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The lineage of the name Handshaker begins with the Anglo-Saxon tribes in Britain. It is a result of when they lived in Hardacre, Clapham, in the West Riding of Yorkshire. The place-name is derived from the Old English personal name Hearda, and the Old English word ęcer or the Old Scandinavian word akr, both of which mean "plot of cultivated land." The place-name as a whole means "Hearda's farmland." Another source claims the name was derived from the ancient Saxon word Hardgear meaning "a strong spear," and in this case it would not have any relationship to farmland.

Handshaker Early Origins



The surname Handshaker was first found in Staffordshire where they held a family seat from very ancient times, some say well before the Norman Conquest and the arrival of Duke William at Hastings in 1066 A.D. The name is derived from the ancient Saxon "Hardgear" meaning "a strong spear" and does not have any relationship to farmland.

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Handshaker Spelling Variations


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Handshaker Spelling Variations



Only recently has spelling become standardized in the English language. As the English language evolved in the Middle Ages, the spelling of names changed also. The name Handshaker has undergone many spelling variations, including Hardacre, Hardaker, Hardiker, Handsacre, Handacre and others.

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Handshaker Early History


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Handshaker Early History



This web page shows only a small excerpt of our Handshaker research. Another 389 words (28 lines of text) are included under the topic Early Handshaker History in all our PDF Extended History products and printed products wherever possible.

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Handshaker Early Notables (pre 1700)


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Handshaker Early Notables (pre 1700)



More information is included under the topic Early Handshaker Notables in all our PDF Extended History products and printed products wherever possible.

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The Great Migration


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The Great Migration



To escape the unstable social climate in England of this time, many families boarded ships for the New World with the hope of finding land, opportunity, and greater religious and political freedom. Although the voyages were expensive, crowded, and difficult, those families that arrived often found greater opportunities and freedoms than they could have experienced at home. Many of those families went on to make significant contributions to the rapidly developing colonies in which they settled. Early North American records indicate many people bearing the name Handshaker were among those contributors: George Hardacre, who arrived in Maine in 1779.

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Handshaker Family Crest Products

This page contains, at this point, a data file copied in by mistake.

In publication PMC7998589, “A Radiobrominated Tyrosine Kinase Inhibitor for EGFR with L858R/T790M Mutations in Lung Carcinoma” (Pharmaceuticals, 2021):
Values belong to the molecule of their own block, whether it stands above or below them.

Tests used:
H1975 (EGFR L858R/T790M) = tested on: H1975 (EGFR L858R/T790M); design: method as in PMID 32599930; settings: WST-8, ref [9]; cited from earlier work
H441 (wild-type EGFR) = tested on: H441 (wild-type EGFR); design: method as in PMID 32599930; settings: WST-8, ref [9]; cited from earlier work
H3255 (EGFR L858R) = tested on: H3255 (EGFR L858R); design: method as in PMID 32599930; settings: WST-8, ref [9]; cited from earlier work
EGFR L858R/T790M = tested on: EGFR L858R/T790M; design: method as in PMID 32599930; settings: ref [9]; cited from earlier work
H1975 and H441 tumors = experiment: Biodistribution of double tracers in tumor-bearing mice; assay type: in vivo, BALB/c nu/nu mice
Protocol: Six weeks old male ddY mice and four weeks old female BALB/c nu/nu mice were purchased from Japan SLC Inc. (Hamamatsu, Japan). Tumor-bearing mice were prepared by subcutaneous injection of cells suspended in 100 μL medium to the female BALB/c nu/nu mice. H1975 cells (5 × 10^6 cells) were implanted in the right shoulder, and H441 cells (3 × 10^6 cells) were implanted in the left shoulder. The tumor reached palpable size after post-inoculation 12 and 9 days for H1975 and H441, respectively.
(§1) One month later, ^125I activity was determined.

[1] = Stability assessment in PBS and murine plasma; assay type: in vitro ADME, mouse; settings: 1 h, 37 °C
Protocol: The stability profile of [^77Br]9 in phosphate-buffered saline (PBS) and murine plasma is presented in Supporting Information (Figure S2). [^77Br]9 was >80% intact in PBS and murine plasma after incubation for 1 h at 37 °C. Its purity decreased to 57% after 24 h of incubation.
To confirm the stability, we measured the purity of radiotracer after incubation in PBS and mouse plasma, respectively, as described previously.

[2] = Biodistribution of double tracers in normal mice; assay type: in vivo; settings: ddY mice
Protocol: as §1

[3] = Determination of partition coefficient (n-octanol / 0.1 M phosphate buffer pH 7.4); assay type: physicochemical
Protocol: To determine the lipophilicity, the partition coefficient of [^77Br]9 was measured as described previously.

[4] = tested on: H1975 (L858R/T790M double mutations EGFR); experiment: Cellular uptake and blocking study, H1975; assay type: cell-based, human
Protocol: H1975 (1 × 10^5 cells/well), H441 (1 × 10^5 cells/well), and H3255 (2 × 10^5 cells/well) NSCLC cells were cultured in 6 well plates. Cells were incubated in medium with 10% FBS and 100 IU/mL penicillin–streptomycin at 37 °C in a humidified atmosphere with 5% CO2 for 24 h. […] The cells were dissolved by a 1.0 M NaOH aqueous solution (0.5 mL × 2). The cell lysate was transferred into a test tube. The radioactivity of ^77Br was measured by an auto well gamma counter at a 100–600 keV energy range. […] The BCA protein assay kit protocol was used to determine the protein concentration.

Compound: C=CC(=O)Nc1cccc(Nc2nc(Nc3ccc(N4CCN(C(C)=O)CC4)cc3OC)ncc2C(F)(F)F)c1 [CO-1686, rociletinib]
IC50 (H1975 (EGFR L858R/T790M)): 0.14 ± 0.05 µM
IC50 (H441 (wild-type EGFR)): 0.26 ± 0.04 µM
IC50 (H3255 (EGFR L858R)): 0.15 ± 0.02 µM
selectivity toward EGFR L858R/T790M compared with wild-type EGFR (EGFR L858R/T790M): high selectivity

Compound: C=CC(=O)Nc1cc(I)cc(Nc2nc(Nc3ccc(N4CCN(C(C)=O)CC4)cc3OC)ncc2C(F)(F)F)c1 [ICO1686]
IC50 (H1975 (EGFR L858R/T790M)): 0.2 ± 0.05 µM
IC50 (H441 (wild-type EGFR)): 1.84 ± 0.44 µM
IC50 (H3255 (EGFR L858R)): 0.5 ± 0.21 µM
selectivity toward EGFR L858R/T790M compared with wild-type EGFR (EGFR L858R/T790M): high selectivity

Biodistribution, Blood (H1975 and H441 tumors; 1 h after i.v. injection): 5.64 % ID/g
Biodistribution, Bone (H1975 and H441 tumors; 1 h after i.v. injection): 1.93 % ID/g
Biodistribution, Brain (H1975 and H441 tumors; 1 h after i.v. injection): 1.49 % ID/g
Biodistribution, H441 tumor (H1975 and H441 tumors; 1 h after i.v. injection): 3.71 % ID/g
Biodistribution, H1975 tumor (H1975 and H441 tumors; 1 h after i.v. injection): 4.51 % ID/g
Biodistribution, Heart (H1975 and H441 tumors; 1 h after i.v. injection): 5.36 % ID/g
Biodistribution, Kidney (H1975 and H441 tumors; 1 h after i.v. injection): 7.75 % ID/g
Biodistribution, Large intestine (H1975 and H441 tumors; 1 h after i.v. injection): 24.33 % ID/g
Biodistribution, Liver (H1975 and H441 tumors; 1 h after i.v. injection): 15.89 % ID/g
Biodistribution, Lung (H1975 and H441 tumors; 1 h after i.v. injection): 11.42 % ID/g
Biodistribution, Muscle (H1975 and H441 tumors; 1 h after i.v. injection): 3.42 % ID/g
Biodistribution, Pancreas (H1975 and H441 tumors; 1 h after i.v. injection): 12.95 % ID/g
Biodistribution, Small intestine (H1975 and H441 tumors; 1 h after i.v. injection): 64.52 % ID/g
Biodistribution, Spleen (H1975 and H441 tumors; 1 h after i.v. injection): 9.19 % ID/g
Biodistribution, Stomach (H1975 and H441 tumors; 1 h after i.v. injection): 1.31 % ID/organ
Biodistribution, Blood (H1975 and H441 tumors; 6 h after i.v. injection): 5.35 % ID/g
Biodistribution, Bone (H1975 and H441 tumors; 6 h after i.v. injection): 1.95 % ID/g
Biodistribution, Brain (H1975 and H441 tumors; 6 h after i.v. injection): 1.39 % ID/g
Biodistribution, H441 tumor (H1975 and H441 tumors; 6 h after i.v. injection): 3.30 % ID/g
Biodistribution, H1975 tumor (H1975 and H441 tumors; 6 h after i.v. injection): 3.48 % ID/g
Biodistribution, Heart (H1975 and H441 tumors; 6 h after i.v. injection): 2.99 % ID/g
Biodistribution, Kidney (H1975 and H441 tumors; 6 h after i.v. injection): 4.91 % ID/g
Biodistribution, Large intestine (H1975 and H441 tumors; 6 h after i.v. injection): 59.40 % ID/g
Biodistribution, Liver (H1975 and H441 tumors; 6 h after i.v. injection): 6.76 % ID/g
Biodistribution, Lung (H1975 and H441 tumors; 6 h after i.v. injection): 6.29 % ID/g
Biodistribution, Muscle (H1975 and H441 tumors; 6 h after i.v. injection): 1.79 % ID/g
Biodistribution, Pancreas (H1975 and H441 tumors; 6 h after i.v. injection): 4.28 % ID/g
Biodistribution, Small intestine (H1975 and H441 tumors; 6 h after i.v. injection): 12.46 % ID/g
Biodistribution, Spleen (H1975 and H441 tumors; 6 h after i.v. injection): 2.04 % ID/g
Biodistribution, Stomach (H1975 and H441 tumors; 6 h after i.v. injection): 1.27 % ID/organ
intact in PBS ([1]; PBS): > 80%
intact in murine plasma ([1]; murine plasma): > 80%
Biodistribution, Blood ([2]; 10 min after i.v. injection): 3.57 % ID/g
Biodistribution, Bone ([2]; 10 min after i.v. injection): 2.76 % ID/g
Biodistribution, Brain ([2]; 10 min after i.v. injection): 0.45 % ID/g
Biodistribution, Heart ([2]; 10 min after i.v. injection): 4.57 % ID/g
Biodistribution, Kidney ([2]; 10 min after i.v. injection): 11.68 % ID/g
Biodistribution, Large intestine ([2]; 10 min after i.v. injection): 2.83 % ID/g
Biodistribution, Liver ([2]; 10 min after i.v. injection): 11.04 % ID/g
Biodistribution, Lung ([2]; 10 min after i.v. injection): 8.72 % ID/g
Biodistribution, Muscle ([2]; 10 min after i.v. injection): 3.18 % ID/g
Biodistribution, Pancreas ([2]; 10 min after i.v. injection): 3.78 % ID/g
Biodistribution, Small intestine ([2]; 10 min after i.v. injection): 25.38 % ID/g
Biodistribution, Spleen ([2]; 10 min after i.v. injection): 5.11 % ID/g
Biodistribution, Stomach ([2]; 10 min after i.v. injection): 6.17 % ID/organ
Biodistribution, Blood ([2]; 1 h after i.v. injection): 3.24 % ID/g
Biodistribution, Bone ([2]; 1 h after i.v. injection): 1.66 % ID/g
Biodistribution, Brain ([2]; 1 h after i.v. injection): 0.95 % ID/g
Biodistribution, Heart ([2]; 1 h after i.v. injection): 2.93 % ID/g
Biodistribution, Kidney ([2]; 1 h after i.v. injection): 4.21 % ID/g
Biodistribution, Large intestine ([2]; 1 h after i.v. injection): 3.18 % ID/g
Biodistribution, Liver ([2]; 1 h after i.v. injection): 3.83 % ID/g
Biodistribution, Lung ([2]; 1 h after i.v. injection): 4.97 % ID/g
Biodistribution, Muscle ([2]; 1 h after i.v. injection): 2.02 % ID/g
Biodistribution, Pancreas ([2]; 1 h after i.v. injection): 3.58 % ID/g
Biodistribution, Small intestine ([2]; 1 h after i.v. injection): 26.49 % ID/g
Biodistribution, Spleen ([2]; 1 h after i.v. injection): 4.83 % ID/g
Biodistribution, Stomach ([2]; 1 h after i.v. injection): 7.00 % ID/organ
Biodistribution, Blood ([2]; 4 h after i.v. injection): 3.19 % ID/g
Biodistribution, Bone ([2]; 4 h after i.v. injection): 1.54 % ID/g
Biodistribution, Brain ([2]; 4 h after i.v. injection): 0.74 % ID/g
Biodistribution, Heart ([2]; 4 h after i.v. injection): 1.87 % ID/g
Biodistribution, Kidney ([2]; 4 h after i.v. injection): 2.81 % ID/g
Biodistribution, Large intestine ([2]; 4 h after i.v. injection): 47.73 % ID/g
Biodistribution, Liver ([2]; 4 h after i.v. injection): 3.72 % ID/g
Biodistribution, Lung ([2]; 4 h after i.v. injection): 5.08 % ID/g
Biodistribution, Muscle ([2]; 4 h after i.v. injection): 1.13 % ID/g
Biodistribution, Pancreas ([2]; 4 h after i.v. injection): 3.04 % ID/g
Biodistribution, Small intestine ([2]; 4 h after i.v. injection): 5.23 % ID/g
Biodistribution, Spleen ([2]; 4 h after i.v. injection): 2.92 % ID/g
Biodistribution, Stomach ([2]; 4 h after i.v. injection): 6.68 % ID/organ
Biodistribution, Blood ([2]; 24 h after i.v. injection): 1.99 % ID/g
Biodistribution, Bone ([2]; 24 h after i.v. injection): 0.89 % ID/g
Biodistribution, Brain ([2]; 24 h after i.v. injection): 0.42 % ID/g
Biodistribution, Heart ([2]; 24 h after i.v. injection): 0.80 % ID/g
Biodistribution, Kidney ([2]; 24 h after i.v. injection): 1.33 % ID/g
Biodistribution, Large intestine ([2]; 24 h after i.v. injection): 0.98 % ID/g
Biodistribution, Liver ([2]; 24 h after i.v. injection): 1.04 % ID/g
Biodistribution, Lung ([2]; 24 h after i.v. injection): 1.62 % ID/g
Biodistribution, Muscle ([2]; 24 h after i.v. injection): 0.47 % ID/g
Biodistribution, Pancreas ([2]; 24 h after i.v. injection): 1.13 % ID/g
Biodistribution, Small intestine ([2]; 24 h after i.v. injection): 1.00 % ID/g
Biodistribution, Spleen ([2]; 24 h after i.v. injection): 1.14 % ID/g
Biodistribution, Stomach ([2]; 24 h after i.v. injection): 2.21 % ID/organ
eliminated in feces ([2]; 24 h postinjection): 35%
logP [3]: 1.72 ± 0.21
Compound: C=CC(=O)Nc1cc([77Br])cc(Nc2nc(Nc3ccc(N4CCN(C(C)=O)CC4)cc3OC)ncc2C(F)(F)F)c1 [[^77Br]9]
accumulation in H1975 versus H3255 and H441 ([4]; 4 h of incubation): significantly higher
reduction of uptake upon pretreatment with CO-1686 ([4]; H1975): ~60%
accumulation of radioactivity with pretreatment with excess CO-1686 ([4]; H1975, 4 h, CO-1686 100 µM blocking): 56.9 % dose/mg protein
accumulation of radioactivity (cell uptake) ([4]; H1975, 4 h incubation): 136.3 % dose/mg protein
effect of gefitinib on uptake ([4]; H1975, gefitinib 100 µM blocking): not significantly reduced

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Handshaker Family Crest Products




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See Also


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See Also




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Citations


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Citations



    Other References

    1. Humble, Richard. The Fall of Saxon England. New York: Barnes and Noble, 1975. Print. (ISBN 0-88029-987-8).
    2. MacAulay, Thomas Babington. History of England from the Accession of James the Second 4 volumes. New York: Harper and Brothers, 1879. Print.
    3. Robb H. Amanda and Andrew Chesler. Encyclopedia of American Family Names. New York: Haper Collins, 1995. Print. (ISBN 0-06-270075-8).
    4. Colletta, John P. They Came In Ships. Salt Lake City: Ancestry, 1993. Print.
    5. Burke, John Bernard Ed. The Roll of Battle Abbey. Baltimore: Genealogical Publishing. Print.
    6. Crispin, M. Jackson and Leonce Mary. Falaise Roll Recording Prominent Companions of William Duke of Normandy at the Conquest of England. Baltimore: Genealogical Publishing. Print.
    7. Samuelsen, W. David. New York City Passenger List Manifests Index 1820 - 1824. North Salt Lake, Utah: Accelerated Indexing Systems International, 1986. Print.
    8. Colletta, John P. They Came In Ships. Salt Lake City: Ancestry, 1993. Print.
    9. Leeson, Francis L. Dictionary of British Peerages. Baltimore: Genealogical Publishing, 1986. Print. (ISBN 0-8063-1121-5).
    10. Mills, A.D. Dictionary of English Place-Names. Oxford: Oxford University Press, 1991. Print. (ISBN 0-19-869156-4).
    11. ...

    The Handshaker Family Crest was acquired from the Houseofnames.com archives. The Handshaker Family Crest was drawn according to heraldic standards based on published blazons. We generally include the oldest published family crest once associated with each surname.

    This page was last modified on 18 January 2016 at 14:08.

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